are offering is right, but have had the feeling, you thinking what they


thinking. But nearly two decades after Michael Howard's message, his


party, in Colour Vision government, is finding prison has to work like


everything else within today's financial realities. The Justice


Secretary for two years after the election had previous in this field.


Ken Clarke. Early on, he signalled a change of direction. Just binding up


more and more people for longer without actively seeking to change


them is, in my opinion, what you would expect of Victorian England.


The key to keeping people out of prison now, it seems, is giving them


in a job, on release. Ironically, Ken Clarke was released from his job


15 months ago and replaced by Chris Grayling. But here, within HM Prison


Liverpool, Timpson has been working since 2009 with chosen offenders to


offer training and the chance of a job. Before you ask, they do not


teach them keep cutting in a category B prison. The Academy is


deliberately meant to look like a company store, not a prison. It


helps. You forget where you are at times, it feels weird, going back to


a wing at the end of the day. It is different. A different atmosphere.


That is why people like it. Timpson have six academies in prisons,


training prisoners inside, and outside they offer jobs to


ex-offenders, who make up 8% of their staff. It has been hard work


persuading some governors that such cooperation can work. I have seen a


dramatic change positively, working with prisoners, particularly in the


last five years. They understand now what business's expectation is.


Timpson do not just employ offenders, but as one ex-prisoner


released in February and now managing his own store says, the


point is many others will not employ offenders at all. From what I have


experienced, on one hand, you have somebody with a criminal conviction,


on the other, somebody who does not have one, so it is a case of


favouring those who have a clean record. Anybody with a criminal


conviction is passed to one side and overlooked. That, amongst myriad


other changes to prison and how we deal with prisoners, is on the desk


of the man at the top. Ever since Chris Grayling became Secretary of


State for Justice, he has wanted to signal a change of direction of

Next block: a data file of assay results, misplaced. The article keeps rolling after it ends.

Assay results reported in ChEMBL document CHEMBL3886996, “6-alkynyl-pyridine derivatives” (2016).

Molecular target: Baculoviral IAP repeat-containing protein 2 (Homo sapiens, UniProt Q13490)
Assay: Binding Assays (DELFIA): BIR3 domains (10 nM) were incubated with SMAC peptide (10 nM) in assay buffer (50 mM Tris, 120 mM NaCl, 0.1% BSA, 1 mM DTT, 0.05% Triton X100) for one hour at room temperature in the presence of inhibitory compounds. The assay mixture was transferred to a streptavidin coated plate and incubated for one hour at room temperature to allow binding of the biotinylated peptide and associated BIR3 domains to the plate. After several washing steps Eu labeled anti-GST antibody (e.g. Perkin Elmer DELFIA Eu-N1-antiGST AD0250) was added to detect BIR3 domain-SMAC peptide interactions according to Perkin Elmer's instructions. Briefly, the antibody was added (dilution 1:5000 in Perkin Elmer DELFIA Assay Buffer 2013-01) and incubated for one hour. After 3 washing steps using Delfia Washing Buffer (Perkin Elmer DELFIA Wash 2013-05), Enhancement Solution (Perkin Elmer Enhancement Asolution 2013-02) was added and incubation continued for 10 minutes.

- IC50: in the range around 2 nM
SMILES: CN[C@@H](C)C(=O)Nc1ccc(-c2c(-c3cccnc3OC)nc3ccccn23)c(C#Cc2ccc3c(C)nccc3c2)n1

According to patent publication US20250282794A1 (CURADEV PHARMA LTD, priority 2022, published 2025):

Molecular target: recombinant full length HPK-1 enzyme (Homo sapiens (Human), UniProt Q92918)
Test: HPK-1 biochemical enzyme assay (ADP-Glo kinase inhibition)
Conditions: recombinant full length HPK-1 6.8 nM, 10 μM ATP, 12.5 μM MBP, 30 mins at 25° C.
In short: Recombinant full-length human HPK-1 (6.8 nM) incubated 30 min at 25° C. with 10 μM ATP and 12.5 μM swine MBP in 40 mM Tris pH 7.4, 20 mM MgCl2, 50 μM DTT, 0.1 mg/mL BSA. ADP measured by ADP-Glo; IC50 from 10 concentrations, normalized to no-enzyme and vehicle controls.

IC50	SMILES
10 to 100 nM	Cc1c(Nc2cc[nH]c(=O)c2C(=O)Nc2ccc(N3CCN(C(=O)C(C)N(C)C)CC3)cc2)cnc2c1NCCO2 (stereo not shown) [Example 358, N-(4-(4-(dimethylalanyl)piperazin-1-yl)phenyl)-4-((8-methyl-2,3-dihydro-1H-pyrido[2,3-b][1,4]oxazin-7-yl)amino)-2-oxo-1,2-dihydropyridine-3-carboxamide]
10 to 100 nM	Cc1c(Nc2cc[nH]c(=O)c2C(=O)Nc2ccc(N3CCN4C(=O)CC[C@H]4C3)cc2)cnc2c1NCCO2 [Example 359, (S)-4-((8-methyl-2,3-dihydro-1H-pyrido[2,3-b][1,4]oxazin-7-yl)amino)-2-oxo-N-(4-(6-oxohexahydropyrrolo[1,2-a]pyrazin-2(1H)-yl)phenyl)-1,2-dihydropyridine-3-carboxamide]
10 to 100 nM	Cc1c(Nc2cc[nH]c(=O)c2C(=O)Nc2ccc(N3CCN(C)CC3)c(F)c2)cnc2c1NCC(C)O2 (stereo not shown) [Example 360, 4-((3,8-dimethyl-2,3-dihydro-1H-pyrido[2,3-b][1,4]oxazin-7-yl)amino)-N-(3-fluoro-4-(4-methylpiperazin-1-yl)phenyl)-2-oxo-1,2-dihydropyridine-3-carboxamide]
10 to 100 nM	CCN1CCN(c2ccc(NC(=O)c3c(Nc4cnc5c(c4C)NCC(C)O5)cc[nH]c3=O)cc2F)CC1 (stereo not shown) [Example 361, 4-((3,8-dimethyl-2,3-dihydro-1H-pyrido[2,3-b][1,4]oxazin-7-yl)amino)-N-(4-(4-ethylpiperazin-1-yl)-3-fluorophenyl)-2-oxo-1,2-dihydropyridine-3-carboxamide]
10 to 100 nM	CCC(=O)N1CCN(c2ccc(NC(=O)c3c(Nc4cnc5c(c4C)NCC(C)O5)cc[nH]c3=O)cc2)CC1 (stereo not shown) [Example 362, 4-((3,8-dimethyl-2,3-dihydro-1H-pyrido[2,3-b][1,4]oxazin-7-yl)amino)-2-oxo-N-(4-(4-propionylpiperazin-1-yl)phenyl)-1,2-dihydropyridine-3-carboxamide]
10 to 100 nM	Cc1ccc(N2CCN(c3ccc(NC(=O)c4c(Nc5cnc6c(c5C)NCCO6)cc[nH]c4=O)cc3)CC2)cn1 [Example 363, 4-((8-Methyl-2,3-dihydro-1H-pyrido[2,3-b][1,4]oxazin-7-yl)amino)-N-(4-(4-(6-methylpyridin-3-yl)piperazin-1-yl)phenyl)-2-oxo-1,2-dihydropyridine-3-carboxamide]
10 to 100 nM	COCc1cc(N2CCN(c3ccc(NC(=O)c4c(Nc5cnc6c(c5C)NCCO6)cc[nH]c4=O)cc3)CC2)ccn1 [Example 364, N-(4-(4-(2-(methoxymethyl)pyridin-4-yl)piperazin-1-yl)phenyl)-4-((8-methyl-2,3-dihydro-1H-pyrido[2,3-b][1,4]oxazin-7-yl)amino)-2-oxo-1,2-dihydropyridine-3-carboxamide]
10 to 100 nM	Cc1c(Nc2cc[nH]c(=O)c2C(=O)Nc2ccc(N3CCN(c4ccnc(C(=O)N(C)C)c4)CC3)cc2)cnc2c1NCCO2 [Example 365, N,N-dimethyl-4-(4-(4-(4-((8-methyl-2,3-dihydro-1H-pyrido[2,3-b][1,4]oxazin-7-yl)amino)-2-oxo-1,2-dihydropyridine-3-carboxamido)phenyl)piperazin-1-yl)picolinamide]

policy, and he is in a hurry to make radical reforms across the board,


from size and types of prisons to probation services, reoffending


rates, legal aid services, and there has been opposition to that from


groups who do not agree with him. But what might actually shackle him


is none of that. It is the fact that he is in government with a party


that does not always agree with him, he has to abide by the rulings of


the European Court of Human Rights, and in those famous words, there is


no money left. We would like to go further and faster. I would like him


too, but we are where we are. If the Liberal Democrats want to be wiped


out at the next election based on what they believe, that is fair


enough. We accept there has to be savings, but there are areas where


we feel that there is ideological driven policy-making going on, and


privatising may not save any money at all, and so does not make any


sense. The question is, we'll all of that means some of Chris Grayling's


reforms need closer inspection? Chris Grayling joins me now.


Welcome. We have a lot to cover If you get your way, your own personal


way, will be next Tory manifesto promise to withdraw from the


European Convention of human rights? It will contain a promise


for radical changes. We have to curtail the role of the European


court here, replace our human rights act from the late 1990s, make our


Supreme Court our Supreme Court they can be no question of decisions


over riding it elsewhere, and we have to have a situation where our


laws contain a balance of rights and responsibilities. People talk about


knowing their rights, but they do not accept they have responsible it


is. This is what you said last September, I want to see our Supreme


Court being supreme again... That is clear, but let's be honest, the


Supreme Court cannot be supreme as long as its decisions can be


referred to the European Court in Strasbourg. There is clearly an


issue, that was raised recency - recently. We have been working on a


detailed reform plan, we will publish that in the not too distant


future. What we will set out is a direction of travel for a new


Conservative government that will mean wholesale change in this area.


You already tried to reform the European Court, who had this


declaration in 2012, do you accept that the reform is off the table?


There is still a process of reform, but it is not going fast enough and


not delivering the kind of change we need. That is why we will bring


forward a package that for the different from that and will set a


different direction of travel. We are clear across the coalition, we


have a different view from our colleagues. You cannot be half


pregnant on this, either our decisions from our Supreme Court are


subject to the European Cup or not, in which case, we are not part of


the European court. I hope you will see from our proposals we have come


up with a sensible strategy that deals with this issue once and for


all. Can we be part of the Strasbourg court and yet our Supreme


Court be supreme? That is by point, we have to curtail the role of the


court in the UK. I am clear that is what we will seek to do. It is what